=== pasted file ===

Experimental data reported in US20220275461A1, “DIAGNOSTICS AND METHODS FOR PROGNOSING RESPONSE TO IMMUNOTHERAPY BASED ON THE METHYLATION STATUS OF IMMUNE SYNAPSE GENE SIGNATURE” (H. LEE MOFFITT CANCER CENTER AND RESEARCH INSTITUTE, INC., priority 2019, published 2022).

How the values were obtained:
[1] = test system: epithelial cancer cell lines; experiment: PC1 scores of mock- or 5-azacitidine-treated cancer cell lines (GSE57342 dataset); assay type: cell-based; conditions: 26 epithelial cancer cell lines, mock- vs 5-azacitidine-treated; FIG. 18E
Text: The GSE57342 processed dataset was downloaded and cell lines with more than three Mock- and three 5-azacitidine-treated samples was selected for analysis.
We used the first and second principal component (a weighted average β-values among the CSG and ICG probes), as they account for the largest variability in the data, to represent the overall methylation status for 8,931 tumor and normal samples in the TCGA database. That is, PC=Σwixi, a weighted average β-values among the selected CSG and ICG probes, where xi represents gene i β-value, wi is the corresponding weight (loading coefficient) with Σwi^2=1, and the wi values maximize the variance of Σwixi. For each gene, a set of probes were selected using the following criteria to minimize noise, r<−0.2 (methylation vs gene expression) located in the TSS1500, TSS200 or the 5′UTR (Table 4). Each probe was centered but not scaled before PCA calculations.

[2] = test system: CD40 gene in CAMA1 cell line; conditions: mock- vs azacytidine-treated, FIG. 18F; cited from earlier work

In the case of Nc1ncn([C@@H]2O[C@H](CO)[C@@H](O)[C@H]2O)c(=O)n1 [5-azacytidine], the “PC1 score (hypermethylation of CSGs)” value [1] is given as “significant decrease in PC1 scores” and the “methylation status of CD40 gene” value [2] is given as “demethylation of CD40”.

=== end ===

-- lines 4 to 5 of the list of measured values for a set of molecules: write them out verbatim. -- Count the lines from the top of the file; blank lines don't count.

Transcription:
Text: The GSE57342 processed dataset was downloaded and cell lines with more than three Mock- and three 5-azacitidine-treated samples was selected for analysis.
We used the first and second principal component (a weighted average β-values among the CSG and ICG probes), as they account for the largest variability in the data, to represent the overall methylation status for 8,931 tumor and normal samples in the TCGA database. That is, PC=Σwixi, a weighted average β-values among the selected CSG and ICG probes, where xi represents gene i β-value, wi is the corresponding weight (loading coefficient) with Σwi^2=1, and the wi values maximize the variance of Σwixi. For each gene, a set of probes were selected using the following criteria to minimize noise, r<−0.2 (methylation vs gene expression) located in the TSS1500, TSS200 or the 5′UTR (Table 4). Each probe was centered but not scaled before PCA calculations.